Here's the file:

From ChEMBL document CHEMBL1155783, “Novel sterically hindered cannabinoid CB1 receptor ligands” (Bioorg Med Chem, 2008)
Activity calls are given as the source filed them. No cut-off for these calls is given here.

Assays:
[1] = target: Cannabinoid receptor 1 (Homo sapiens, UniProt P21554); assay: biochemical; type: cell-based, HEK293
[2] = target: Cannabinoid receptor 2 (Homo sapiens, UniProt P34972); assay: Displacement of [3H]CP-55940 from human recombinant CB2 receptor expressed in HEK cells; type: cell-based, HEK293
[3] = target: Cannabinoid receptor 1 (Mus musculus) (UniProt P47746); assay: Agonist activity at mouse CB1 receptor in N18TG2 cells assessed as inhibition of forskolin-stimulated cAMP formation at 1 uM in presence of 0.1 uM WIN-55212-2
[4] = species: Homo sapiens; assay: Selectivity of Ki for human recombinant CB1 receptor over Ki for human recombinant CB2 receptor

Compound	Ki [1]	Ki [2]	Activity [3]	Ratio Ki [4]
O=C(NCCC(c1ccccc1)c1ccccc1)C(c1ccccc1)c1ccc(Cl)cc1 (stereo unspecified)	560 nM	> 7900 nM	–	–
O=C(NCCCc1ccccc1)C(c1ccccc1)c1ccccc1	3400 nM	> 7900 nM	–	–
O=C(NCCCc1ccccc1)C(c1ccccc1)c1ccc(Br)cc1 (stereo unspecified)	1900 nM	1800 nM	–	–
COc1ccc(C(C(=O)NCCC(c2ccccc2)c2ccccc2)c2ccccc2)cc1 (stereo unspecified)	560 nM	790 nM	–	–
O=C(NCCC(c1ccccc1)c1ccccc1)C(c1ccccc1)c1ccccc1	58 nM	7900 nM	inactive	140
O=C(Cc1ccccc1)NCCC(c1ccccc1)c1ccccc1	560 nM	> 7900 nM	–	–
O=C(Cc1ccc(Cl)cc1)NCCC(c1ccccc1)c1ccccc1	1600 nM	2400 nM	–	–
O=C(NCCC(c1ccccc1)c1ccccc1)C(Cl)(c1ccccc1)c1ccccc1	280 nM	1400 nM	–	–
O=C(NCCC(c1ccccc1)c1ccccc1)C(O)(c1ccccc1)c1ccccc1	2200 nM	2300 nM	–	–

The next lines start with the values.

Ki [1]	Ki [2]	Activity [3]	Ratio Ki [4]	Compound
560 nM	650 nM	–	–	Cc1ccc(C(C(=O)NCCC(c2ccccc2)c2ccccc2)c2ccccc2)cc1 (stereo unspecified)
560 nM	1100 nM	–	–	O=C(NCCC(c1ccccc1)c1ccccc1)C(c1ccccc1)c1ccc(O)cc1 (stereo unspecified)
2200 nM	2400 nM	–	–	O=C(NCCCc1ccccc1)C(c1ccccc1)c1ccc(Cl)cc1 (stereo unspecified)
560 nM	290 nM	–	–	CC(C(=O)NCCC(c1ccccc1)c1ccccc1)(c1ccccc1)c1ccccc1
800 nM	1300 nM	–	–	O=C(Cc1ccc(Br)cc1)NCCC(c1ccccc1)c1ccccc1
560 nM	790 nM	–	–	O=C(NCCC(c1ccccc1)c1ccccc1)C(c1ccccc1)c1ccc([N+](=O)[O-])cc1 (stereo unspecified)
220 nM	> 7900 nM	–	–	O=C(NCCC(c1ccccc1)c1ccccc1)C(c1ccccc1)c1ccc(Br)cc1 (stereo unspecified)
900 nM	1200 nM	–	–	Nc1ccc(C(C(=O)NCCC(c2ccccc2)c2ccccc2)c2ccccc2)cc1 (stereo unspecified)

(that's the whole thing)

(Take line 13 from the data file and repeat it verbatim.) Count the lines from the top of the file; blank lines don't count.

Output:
O=C(NCCC(c1ccccc1)c1ccccc1)C(c1ccccc1)c1ccccc1	58 nM	7900 nM	inactive	140